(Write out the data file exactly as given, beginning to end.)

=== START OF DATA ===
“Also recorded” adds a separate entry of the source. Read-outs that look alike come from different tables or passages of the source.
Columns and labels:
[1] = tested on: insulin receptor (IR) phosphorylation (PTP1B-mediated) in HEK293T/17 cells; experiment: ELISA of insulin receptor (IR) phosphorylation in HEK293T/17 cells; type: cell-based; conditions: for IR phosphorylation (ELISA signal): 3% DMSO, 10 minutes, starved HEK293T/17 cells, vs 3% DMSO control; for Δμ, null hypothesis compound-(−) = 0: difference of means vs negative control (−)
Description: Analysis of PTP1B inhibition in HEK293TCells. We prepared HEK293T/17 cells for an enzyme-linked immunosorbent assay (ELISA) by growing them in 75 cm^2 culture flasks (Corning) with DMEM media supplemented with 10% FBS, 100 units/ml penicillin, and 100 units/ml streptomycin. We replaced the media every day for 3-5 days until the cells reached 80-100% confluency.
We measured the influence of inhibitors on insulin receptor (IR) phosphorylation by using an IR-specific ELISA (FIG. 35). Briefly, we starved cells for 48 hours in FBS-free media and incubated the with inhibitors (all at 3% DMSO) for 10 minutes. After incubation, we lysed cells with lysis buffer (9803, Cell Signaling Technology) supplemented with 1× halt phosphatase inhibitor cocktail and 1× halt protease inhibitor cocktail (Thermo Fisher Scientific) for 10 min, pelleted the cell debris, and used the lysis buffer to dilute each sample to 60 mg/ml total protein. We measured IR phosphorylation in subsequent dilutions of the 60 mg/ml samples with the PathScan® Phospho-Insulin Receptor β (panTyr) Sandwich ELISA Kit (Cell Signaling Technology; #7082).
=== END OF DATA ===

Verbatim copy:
“Also recorded” adds a separate entry of the source. Read-outs that look alike come from different tables or passages of the source.
Columns and labels:
[1] = tested on: insulin receptor (IR) phosphorylation (PTP1B-mediated) in HEK293T/17 cells; experiment: ELISA of insulin receptor (IR) phosphorylation in HEK293T/17 cells; type: cell-based; conditions: for IR phosphorylation (ELISA signal): 3% DMSO, 10 minutes, starved HEK293T/17 cells, vs 3% DMSO control; for Δμ, null hypothesis compound-(−) = 0: difference of means vs negative control (−)
Description: Analysis of PTP1B inhibition in HEK293TCells. We prepared HEK293T/17 cells for an enzyme-linked immunosorbent assay (ELISA) by growing them in 75 cm^2 culture flasks (Corning) with DMEM media supplemented with 10% FBS, 100 units/ml penicillin, and 100 units/ml streptomycin. We replaced the media every day for 3-5 days until the cells reached 80-100% confluency.
We measured the influence of inhibitors on insulin receptor (IR) phosphorylation by using an IR-specific ELISA (FIG. 35). Briefly, we starved cells for 48 hours in FBS-free media and incubated the with inhibitors (all at 3% DMSO) for 10 minutes. After incubation, we lysed cells with lysis buffer (9803, Cell Signaling Technology) supplemented with 1× halt phosphatase inhibitor cocktail and 1× halt protease inhibitor cocktail (Thermo Fisher Scientific) for 10 min, pelleted the cell debris, and used the lysis buffer to dilute each sample to 60 mg/ml total protein. We measured IR phosphorylation in subsequent dilutions of the 60 mg/ml samples with the PathScan® Phospho-Insulin Receptor β (panTyr) Sandwich ELISA Kit (Cell Signaling Technology; #7082).